I just wanted to share some good news that I’m very excited about. (Although I can feel like a small, excited child – probably because I’m acting like one 🙂 – BN got an email. :)) I volunteer as a Telephone Worker (TW) on a Crisis line here in Syracuse, the Contact Hotline. I will have been a volunteer for two years this June. I have really enjoyed volunteering on the line and have found it to be both very challenging and incredibly fulfilling. I was very excited when I got an email from the director today, asking me to become a peer trainer in the next training cycle.
People who volunteer for the phone line go through an 8 week, 3 hour per session, training course, to learn the call model and how to handle different types of calls. Experienced TWs join the training classes to help answer questions and facilitate discussions; these are the peer trainers. The second half of training sessions consists of splitting into groups and role-playing phone calls, usually to learn to implement the new skill taught during that session. The peer trainers role play the callers, then provide feedback to the trainees. During the training, trainees do several observation shifts where they sit in and listen to a TW handling actual calls on the Crisis line. Once the training is completed, then they have at least three apprentice shifts during which they are actually handling the calls, but a peer trainer sits in and gives them feedback on the calls. These shifts ensure that the volunteer feels comfortable before having to fly solo.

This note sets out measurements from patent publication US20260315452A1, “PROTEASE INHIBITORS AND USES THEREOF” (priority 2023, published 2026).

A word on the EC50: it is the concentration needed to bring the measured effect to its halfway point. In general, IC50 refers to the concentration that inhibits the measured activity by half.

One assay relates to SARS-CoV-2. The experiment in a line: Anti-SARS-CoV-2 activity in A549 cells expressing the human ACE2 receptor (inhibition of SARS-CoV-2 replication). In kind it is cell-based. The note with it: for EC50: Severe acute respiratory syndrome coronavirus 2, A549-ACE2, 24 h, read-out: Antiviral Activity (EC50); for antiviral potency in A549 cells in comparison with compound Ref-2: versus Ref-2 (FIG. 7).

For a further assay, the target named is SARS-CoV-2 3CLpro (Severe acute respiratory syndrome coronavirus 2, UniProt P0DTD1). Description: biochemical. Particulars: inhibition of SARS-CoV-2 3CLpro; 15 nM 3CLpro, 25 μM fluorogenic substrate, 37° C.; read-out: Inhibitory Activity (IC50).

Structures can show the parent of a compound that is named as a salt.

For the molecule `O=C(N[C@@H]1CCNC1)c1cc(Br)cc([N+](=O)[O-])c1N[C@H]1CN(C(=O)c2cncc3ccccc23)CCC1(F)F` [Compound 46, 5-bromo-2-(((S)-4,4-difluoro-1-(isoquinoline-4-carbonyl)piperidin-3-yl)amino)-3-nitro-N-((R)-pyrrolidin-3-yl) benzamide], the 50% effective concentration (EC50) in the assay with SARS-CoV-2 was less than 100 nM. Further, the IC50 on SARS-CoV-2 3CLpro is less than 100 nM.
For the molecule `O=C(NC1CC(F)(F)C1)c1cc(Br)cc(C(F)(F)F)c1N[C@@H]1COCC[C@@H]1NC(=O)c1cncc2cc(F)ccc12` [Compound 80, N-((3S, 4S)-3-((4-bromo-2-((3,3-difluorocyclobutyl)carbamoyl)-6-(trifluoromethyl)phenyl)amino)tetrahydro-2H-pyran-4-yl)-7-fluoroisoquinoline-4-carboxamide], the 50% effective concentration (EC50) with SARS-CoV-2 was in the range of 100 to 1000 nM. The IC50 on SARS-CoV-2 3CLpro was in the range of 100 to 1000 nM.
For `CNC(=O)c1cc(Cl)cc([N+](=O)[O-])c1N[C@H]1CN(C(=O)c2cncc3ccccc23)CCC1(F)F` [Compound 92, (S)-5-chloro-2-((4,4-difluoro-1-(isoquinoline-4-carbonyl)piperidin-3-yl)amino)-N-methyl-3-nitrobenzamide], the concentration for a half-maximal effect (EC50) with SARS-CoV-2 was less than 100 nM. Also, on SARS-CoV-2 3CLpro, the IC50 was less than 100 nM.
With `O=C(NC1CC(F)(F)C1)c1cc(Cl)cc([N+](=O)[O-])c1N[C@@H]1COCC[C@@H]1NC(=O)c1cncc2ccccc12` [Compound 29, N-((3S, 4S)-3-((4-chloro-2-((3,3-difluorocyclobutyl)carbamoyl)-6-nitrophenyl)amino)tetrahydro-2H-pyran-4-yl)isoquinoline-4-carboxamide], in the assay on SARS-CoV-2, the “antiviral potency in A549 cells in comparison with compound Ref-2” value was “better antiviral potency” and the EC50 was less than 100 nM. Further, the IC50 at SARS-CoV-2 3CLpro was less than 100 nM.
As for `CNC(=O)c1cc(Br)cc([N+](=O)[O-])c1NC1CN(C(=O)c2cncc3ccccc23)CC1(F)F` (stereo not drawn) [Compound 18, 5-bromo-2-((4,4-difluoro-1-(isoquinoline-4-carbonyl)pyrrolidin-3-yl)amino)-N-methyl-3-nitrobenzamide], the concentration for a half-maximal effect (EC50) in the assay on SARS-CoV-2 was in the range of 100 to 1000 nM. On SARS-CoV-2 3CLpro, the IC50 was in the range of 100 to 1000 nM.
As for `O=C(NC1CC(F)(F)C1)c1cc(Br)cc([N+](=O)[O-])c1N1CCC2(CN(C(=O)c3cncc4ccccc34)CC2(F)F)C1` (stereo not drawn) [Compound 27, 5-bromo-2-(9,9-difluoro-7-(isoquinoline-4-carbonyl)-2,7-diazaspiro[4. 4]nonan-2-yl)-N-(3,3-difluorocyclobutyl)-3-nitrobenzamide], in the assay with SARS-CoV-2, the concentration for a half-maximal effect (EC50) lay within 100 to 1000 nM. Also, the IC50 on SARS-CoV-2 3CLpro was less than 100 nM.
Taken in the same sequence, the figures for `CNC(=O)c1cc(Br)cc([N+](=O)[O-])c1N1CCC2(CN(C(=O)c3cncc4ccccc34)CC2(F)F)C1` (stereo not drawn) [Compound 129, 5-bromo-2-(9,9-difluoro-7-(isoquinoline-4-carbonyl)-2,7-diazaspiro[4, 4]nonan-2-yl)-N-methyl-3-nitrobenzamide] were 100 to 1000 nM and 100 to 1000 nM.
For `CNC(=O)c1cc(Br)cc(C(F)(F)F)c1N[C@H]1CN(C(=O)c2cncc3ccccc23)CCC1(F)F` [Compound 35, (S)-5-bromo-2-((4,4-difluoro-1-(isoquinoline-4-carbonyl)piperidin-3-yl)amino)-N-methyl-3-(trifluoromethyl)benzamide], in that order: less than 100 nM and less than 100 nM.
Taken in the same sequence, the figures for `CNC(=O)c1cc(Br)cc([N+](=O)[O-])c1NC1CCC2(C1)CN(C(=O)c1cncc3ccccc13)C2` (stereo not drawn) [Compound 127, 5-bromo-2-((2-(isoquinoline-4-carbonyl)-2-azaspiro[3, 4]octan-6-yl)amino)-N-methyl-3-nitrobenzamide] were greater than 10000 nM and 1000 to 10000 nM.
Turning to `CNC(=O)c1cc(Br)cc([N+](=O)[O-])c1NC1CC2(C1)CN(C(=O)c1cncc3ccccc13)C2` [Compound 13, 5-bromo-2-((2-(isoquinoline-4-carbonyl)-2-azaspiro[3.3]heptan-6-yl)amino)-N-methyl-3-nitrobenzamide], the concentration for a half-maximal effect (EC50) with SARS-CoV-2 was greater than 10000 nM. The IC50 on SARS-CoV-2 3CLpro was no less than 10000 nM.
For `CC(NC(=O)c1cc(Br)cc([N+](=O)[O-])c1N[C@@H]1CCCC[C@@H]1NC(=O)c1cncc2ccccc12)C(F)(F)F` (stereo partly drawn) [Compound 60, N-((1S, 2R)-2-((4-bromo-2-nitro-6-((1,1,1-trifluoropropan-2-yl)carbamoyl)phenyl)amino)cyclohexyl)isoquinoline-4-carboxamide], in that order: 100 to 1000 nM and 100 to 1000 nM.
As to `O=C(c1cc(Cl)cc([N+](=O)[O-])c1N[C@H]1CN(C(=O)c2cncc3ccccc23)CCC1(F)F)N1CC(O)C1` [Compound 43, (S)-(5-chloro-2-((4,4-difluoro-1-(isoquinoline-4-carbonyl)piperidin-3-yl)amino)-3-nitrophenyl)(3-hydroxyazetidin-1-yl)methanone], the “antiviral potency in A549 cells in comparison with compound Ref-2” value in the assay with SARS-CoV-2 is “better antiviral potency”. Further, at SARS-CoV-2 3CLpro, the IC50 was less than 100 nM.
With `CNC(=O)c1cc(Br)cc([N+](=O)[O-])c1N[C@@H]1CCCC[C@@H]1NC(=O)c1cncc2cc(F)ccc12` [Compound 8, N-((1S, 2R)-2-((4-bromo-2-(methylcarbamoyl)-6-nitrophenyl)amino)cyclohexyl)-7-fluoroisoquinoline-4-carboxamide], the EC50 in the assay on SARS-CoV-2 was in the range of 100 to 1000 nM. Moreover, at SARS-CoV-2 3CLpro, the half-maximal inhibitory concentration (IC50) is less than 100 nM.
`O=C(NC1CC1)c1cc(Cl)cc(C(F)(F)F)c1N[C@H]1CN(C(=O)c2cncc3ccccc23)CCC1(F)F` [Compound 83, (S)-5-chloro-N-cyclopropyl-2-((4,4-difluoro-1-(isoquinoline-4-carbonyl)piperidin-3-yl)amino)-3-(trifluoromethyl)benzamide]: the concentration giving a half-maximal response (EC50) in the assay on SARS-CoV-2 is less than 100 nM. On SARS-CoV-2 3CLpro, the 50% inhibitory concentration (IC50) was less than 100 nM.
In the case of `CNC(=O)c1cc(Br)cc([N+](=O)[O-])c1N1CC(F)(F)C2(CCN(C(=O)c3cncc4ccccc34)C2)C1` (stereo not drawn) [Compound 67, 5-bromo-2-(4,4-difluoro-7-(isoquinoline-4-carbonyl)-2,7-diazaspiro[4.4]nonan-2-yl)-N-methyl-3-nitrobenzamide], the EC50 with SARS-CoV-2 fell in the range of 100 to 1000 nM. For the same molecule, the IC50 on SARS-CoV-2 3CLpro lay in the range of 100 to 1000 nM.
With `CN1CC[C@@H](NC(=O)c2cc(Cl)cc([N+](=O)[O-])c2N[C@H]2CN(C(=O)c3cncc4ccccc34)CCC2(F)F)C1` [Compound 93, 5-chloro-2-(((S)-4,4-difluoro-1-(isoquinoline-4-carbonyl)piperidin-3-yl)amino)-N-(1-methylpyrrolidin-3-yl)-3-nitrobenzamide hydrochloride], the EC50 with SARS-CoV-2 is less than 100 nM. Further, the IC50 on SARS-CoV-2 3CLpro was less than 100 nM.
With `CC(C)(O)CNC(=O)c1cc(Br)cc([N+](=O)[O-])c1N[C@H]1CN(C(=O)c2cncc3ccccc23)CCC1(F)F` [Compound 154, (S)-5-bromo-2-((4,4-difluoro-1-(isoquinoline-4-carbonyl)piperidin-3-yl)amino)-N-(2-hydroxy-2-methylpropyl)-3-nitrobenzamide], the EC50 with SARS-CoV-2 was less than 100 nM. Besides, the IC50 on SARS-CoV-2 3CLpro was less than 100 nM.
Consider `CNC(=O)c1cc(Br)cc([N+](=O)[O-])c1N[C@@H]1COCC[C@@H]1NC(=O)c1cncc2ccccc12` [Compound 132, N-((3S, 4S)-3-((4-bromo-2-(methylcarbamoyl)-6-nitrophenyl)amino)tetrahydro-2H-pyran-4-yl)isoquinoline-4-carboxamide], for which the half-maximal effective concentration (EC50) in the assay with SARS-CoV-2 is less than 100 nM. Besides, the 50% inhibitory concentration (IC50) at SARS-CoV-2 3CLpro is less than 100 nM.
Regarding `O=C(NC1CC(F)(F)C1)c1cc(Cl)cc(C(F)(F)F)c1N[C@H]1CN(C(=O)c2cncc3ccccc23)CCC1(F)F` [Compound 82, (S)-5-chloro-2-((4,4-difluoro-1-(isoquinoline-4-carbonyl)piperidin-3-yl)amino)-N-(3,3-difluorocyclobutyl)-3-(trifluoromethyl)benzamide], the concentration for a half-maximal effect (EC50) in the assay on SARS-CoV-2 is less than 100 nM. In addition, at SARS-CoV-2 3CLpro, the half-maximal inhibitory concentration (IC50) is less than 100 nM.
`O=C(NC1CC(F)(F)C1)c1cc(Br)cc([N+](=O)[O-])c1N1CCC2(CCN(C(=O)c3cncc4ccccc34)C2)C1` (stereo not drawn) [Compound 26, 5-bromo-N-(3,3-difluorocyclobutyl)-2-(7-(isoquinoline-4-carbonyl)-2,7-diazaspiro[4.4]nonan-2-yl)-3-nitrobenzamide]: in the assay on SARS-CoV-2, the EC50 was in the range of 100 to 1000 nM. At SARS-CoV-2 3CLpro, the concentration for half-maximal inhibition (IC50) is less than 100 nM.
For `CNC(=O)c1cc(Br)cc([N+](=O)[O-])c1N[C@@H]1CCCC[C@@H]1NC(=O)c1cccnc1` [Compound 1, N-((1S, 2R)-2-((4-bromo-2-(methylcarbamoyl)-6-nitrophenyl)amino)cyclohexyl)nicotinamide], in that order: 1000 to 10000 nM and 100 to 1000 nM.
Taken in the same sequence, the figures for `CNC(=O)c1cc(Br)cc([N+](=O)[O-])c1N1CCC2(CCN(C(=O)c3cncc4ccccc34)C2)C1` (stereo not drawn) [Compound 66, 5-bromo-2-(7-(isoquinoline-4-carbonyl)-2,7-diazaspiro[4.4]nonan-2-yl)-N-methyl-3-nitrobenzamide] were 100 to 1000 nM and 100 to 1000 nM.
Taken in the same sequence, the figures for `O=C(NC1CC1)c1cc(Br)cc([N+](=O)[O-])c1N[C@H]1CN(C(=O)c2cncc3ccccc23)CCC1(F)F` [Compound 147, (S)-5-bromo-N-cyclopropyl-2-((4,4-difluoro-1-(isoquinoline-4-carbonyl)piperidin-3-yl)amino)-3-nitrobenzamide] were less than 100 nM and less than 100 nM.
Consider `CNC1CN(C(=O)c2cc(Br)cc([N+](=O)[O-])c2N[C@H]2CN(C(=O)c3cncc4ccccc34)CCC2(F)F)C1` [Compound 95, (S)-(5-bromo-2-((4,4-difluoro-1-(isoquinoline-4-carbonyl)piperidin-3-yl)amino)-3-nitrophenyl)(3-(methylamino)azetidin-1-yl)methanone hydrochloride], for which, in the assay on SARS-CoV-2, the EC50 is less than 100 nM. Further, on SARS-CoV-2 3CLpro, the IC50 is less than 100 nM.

I am surprised to be asked to do this so soon; honestly, I’m a little afraid that I really don’t have enough experience yet, but I’m very excited to get a chance to do this. And very honored that I was even asked to do so. It’s an awesome opportunity both for the chance to get to work with the other peer trainers, who are an amazing bunch, but to go through the training materials again now that I have experience. I’m really hoping that I can help the people training, the way I was helped by the peer trainers. It can feel very daunting to think about actually talking to hurting people, and the peer trainers were unfailingly encouraging. At one point, when I really wanted to bolt, a trainer who is now a close friend of mine, made the difference between staying and quitting. I hope to be able to do the same.
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